could disrupt satellite-based communications.
The second is: Information protection of readiness and interoper-ability, which “really means a highly secured network, seamlessly
integrated with joint and mission
partner environments.” That recognizes that “we’re not going to fight
alone,” but in coalitions, which
could include nations other than
traditional allies, he said.
To work effectively in a coalition,
they must be able to share information, which must be allocated based
on the classification levels that can
be shared with nations other than
the close allies, Westphal said.
The network, or environment, to
share information has to be interop-erable within the Marine Corps and
the joint community, and with “
mission partners,” which includes other
U.S. government departments, including Homeland Security and
State, he said.
Third: Proactive and persistent influence and
engagement, “which means the ability to assess and
influence the target audience in specific operations.”
Westphal said commanders “have to understand the
battlespace, have to understand the adversary. … You
understand not only their material capabilities, but
this speaks to the informational and the cognitive. In
other words, what motivates them. Now that’s all part
of the new battlespace.
“So it’s really those three domains that we’re trying to
bring together and be able to help the commander make
sense of what’s going on in the battlespace, to under-
stand the adversary so it doesn’t become a simple
material-to-material attrition type of battle, but what
motivates him,” he said. “And when you begin to under-
stand what motivates them, you begin to understand
what’s important to them. Then you also understand
how they may be gaining popular support.”
In the “cognitive domain,” Westphal said, the com-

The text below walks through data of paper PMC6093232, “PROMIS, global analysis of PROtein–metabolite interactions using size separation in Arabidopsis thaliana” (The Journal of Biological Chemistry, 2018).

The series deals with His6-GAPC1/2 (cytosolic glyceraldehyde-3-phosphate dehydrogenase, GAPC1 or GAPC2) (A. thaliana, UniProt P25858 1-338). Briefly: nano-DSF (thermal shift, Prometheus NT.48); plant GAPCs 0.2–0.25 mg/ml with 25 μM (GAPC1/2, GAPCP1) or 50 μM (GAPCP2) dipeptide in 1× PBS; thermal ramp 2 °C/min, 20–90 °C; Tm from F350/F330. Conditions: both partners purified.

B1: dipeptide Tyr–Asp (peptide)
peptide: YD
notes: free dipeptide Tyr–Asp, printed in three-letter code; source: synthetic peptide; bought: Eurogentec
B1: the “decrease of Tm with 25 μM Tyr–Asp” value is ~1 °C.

mander can use cyber or other material and non-material
tools “to begin to influence your adversary’s thinking, as
well as whatever support he may be getting from the
Information warfare “is the ability to maneuver not
only in physical domains, but in the informational and
cognitive domains,” he said.
Westphal gave an example of using deceptive infor-
mation, similar to a physical feint, “to make the enemy
think we’re going after a particular thing” so he com-
mits resources to protect that while U.S. forces maneu-
ver against something completely different.
“That enables us to have an advantage by being able
to maneuver in the cognitive domain, rather than just
maneuvering in the physical domain,” he said.
Fourth: Comprehensive sensing and shared under-
standing. Westphal said that is aimed at ensuring the vast
amounts of information and data U.S. forces can collect is
turned into “understanding” for the tactical commanders.
“There’s been an explosion in sensor capability,”
spanning from visual reconnaissance to cyberspace, to
the point that “many commanders have said ‘I’m drowning in data,’” he said. But, “there has to be a commensurate capability to analyze and assess that data. And then
make sense of that data … to achieve understanding and
be able to share that understanding.”
Fifth: Electromagnetic spectrum maneuver and com-
bined arms fires, which focuses on “the integration of
electromagnetic, space and cyberspace with essentially
physical combined arms support,” he said. The capabili-
ty has to be “institutionalized across the force to use
information warfare, to use electronic warfare, to be able
to maneuver within the electromagnetic spectrum.”
But recognizing that there are limited amounts of
bandwidth and frequencies, technology must enable
commanders to switch spectrums so rapidly that it is
worthless for the adversary to attempt to jam them.
Lance Cpl. Joseph A. Daniel provides communication radio checks for the forward element of the combat operations center during the battalion assault course
Feb. 12, 2015, at Marine Air Ground Combat Center Twentynine Palms, Calif., as
part of Integrated Training Exercise 2-15.